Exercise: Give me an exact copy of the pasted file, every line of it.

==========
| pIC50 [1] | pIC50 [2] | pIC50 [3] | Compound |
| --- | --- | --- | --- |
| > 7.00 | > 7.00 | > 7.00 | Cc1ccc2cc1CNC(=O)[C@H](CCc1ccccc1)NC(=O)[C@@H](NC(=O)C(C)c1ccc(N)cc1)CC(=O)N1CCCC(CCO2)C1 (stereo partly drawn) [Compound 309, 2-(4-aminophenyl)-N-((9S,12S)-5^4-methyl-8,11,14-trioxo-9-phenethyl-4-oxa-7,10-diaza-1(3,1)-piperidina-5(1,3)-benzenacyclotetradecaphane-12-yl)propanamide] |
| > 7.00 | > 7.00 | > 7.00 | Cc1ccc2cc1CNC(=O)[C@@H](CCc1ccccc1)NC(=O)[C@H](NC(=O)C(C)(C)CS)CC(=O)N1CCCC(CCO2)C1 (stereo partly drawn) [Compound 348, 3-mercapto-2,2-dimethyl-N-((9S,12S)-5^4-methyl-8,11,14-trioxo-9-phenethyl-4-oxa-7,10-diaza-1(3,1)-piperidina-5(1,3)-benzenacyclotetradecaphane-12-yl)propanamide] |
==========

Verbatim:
| pIC50 [1] | pIC50 [2] | pIC50 [3] | Compound |
| --- | --- | --- | --- |
| > 7.00 | > 7.00 | > 7.00 | Cc1ccc2cc1CNC(=O)[C@H](CCc1ccccc1)NC(=O)[C@@H](NC(=O)C(C)c1ccc(N)cc1)CC(=O)N1CCCC(CCO2)C1 (stereo partly drawn) [Compound 309, 2-(4-aminophenyl)-N-((9S,12S)-5^4-methyl-8,11,14-trioxo-9-phenethyl-4-oxa-7,10-diaza-1(3,1)-piperidina-5(1,3)-benzenacyclotetradecaphane-12-yl)propanamide] |
| > 7.00 | > 7.00 | > 7.00 | Cc1ccc2cc1CNC(=O)[C@@H](CCc1ccccc1)NC(=O)[C@H](NC(=O)C(C)(C)CS)CC(=O)N1CCCC(CCO2)C1 (stereo partly drawn) [Compound 348, 3-mercapto-2,2-dimethyl-N-((9S,12S)-5^4-methyl-8,11,14-trioxo-9-phenethyl-4-oxa-7,10-diaza-1(3,1)-piperidina-5(1,3)-benzenacyclotetradecaphane-12-yl)propanamide] |